Shadow of War strikes first – and hard.
A Stab in the Dark
In the assassin’s toolkit, there are still only so many ways to dangle off a ledge, attract the attention of an enemy, then strike when no-one’s looking – so, those smooth, satisfying stealth kills play out the same in both games. And thanks to Assassin’s Creed’s new streamlined control scheme, you’re a whole lot less likely to find yourself curiously climbing walls when all you wanted to do is dart into the bushes.
Both games also feature an uninspiring crafting system to upgrade your plundered loot. Nothing we haven’t seen before – boost damage, boost health, it’s that basic. Just like crafting items in real life, Origins asks you to hunt down the right animals and then hold down a button for three seconds. Shadow of War, though, relies on random gems to drop from the tougher enemies, making the process simple but almost separate to actual gameplay.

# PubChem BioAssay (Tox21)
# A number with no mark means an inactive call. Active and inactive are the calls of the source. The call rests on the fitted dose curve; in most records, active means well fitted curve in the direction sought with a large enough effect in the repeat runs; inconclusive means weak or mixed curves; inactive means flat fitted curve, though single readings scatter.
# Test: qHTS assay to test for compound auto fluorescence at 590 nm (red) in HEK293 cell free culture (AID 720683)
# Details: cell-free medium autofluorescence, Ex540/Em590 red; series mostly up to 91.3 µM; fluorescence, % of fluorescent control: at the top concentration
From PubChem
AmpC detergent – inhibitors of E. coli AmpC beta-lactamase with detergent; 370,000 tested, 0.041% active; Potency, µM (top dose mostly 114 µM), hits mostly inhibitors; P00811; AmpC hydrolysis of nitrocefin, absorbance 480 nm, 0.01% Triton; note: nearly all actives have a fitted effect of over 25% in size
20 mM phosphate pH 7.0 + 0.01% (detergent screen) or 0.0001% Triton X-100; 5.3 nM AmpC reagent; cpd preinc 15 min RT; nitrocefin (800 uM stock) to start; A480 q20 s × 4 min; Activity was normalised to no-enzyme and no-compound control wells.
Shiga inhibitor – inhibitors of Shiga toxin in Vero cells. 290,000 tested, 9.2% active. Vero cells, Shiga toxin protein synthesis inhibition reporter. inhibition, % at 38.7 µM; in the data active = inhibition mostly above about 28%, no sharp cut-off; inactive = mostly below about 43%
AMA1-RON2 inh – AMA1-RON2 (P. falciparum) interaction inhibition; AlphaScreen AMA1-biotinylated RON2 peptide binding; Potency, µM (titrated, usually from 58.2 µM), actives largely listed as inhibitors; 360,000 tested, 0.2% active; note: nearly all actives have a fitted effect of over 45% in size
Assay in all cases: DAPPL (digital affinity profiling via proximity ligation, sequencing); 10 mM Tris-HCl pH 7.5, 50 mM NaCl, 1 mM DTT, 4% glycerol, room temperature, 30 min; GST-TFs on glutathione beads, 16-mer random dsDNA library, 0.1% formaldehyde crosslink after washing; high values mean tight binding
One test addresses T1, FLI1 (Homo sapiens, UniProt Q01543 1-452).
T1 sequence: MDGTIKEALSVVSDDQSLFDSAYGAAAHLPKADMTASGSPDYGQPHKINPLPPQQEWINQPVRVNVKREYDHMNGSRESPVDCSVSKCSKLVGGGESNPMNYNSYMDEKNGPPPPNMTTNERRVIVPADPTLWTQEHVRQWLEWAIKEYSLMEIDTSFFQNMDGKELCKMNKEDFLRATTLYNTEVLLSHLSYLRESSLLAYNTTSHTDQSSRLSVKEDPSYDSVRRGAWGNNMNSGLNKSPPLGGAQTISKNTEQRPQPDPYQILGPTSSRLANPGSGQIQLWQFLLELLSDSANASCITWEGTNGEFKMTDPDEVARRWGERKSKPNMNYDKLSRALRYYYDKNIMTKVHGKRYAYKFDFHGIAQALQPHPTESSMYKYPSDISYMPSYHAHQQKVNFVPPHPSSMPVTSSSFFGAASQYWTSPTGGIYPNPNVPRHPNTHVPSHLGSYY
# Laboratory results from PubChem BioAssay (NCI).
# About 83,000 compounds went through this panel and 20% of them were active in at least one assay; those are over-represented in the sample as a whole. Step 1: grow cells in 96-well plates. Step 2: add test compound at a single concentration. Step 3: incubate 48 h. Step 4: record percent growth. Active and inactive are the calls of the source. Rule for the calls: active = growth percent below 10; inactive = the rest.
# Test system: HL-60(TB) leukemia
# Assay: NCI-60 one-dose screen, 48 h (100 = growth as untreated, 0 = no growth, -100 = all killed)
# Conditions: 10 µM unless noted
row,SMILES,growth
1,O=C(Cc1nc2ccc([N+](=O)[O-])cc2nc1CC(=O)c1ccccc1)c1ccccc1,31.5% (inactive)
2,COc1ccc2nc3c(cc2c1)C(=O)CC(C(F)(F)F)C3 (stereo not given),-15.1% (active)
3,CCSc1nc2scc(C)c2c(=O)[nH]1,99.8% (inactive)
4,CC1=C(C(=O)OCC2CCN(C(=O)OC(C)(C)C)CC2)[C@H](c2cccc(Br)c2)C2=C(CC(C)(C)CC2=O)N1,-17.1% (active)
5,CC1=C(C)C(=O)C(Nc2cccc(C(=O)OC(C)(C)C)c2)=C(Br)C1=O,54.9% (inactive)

Where the two diverge is combat. Shadow of War runs on the ‘not broke, don’t fix’ principle, continuing its shamelessly brilliant spin on Arkham Asylum’s free-flowing fighting style. It’s a fast-paced, intuitive experience leaping over orcs, countering blows, and cutting them down until a) way too many orcs gang up on you at once and b) you’re ambushed by yet another Orc Captain with a penchant for public speaking.